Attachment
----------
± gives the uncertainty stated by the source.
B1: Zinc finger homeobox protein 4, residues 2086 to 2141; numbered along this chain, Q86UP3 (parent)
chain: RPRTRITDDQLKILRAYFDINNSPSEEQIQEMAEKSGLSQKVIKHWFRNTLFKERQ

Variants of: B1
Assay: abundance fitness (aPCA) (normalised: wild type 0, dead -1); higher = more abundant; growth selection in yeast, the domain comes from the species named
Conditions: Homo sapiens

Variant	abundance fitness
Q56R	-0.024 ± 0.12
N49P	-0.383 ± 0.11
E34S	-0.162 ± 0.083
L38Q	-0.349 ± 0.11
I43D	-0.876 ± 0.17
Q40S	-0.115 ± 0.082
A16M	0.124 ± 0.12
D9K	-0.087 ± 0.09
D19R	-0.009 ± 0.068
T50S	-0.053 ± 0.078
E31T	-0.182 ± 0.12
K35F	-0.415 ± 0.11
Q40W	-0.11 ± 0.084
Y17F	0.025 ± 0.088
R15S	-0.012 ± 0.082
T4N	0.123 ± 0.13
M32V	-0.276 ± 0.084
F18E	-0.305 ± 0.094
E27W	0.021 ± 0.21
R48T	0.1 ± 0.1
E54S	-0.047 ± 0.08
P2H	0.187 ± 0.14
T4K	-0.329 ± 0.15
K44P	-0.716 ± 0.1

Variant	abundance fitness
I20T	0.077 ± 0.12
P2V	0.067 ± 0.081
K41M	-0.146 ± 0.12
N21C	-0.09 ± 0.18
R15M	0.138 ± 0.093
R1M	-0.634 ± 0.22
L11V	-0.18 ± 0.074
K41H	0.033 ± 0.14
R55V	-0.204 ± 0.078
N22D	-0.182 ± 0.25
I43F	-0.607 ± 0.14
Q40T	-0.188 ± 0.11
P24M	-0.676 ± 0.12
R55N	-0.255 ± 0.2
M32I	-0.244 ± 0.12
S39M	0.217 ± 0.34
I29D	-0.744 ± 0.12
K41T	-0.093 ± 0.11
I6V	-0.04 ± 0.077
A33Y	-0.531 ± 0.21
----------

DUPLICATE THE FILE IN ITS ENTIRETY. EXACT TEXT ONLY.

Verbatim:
± gives the uncertainty stated by the source.
B1: Zinc finger homeobox protein 4, residues 2086 to 2141; numbered along this chain, Q86UP3 (parent)
chain: RPRTRITDDQLKILRAYFDINNSPSEEQIQEMAEKSGLSQKVIKHWFRNTLFKERQ

Variants of: B1
Assay: abundance fitness (aPCA) (normalised: wild type 0, dead -1); higher = more abundant; growth selection in yeast, the domain comes from the species named
Conditions: Homo sapiens

Variant	abundance fitness
Q56R	-0.024 ± 0.12
N49P	-0.383 ± 0.11
E34S	-0.162 ± 0.083
L38Q	-0.349 ± 0.11
I43D	-0.876 ± 0.17
Q40S	-0.115 ± 0.082
A16M	0.124 ± 0.12
D9K	-0.087 ± 0.09
D19R	-0.009 ± 0.068
T50S	-0.053 ± 0.078
E31T	-0.182 ± 0.12
K35F	-0.415 ± 0.11
Q40W	-0.11 ± 0.084
Y17F	0.025 ± 0.088
R15S	-0.012 ± 0.082
T4N	0.123 ± 0.13
M32V	-0.276 ± 0.084
F18E	-0.305 ± 0.094
E27W	0.021 ± 0.21
R48T	0.1 ± 0.1
E54S	-0.047 ± 0.08
P2H	0.187 ± 0.14
T4K	-0.329 ± 0.15
K44P	-0.716 ± 0.1

Variant	abundance fitness
I20T	0.077 ± 0.12
P2V	0.067 ± 0.081
K41M	-0.146 ± 0.12
N21C	-0.09 ± 0.18
R15M	0.138 ± 0.093
R1M	-0.634 ± 0.22
L11V	-0.18 ± 0.074
K41H	0.033 ± 0.14
R55V	-0.204 ± 0.078
N22D	-0.182 ± 0.25
I43F	-0.607 ± 0.14
Q40T	-0.188 ± 0.11
P24M	-0.676 ± 0.12
R55N	-0.255 ± 0.2
M32I	-0.244 ± 0.12
S39M	0.217 ± 0.34
I29D	-0.744 ± 0.12
K41T	-0.093 ± 0.11
I6V	-0.04 ± 0.077
A33Y	-0.531 ± 0.21